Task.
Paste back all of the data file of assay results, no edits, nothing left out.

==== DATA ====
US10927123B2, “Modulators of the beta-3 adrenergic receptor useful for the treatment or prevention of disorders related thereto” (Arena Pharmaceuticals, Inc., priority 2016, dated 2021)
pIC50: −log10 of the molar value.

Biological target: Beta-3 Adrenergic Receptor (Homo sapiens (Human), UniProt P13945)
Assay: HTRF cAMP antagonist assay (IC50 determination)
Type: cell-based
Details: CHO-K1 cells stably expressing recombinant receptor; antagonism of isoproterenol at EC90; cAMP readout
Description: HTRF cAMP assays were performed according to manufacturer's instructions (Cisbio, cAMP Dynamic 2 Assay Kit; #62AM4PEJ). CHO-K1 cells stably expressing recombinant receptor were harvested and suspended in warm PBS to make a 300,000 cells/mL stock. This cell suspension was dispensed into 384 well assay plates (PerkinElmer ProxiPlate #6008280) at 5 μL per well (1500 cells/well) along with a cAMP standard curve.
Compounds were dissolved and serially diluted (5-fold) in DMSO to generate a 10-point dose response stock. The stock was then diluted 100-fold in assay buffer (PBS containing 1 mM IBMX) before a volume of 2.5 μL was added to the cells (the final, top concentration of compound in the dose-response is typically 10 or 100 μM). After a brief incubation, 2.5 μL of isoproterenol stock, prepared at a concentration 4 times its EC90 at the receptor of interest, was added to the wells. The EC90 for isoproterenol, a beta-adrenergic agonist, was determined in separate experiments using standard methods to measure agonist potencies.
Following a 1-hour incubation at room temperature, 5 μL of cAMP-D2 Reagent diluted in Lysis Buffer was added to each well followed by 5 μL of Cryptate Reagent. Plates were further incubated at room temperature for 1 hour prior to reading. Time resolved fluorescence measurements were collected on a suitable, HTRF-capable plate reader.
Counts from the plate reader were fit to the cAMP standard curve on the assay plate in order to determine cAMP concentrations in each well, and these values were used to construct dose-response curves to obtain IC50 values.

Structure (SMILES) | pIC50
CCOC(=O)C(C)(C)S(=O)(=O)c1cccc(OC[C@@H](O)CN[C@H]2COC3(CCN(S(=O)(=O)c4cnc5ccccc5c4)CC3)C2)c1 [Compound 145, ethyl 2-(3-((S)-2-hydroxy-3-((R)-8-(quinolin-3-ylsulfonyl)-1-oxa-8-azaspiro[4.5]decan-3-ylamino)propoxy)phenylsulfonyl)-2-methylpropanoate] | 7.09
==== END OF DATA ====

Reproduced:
US10927123B2, “Modulators of the beta-3 adrenergic receptor useful for the treatment or prevention of disorders related thereto” (Arena Pharmaceuticals, Inc., priority 2016, dated 2021)
pIC50: −log10 of the molar value.

Biological target: Beta-3 Adrenergic Receptor (Homo sapiens (Human), UniProt P13945)
Assay: HTRF cAMP antagonist assay (IC50 determination)
Type: cell-based
Details: CHO-K1 cells stably expressing recombinant receptor; antagonism of isoproterenol at EC90; cAMP readout
Description: HTRF cAMP assays were performed according to manufacturer's instructions (Cisbio, cAMP Dynamic 2 Assay Kit; #62AM4PEJ). CHO-K1 cells stably expressing recombinant receptor were harvested and suspended in warm PBS to make a 300,000 cells/mL stock. This cell suspension was dispensed into 384 well assay plates (PerkinElmer ProxiPlate #6008280) at 5 μL per well (1500 cells/well) along with a cAMP standard curve.
Compounds were dissolved and serially diluted (5-fold) in DMSO to generate a 10-point dose response stock. The stock was then diluted 100-fold in assay buffer (PBS containing 1 mM IBMX) before a volume of 2.5 μL was added to the cells (the final, top concentration of compound in the dose-response is typically 10 or 100 μM). After a brief incubation, 2.5 μL of isoproterenol stock, prepared at a concentration 4 times its EC90 at the receptor of interest, was added to the wells. The EC90 for isoproterenol, a beta-adrenergic agonist, was determined in separate experiments using standard methods to measure agonist potencies.
Following a 1-hour incubation at room temperature, 5 μL of cAMP-D2 Reagent diluted in Lysis Buffer was added to each well followed by 5 μL of Cryptate Reagent. Plates were further incubated at room temperature for 1 hour prior to reading. Time resolved fluorescence measurements were collected on a suitable, HTRF-capable plate reader.
Counts from the plate reader were fit to the cAMP standard curve on the assay plate in order to determine cAMP concentrations in each well, and these values were used to construct dose-response curves to obtain IC50 values.

Structure (SMILES) | pIC50
CCOC(=O)C(C)(C)S(=O)(=O)c1cccc(OC[C@@H](O)CN[C@H]2COC3(CCN(S(=O)(=O)c4cnc5ccccc5c4)CC3)C2)c1 [Compound 145, ethyl 2-(3-((S)-2-hydroxy-3-((R)-8-(quinolin-3-ylsulfonyl)-1-oxa-8-azaspiro[4.5]decan-3-ylamino)propoxy)phenylsulfonyl)-2-methylpropanoate] | 7.09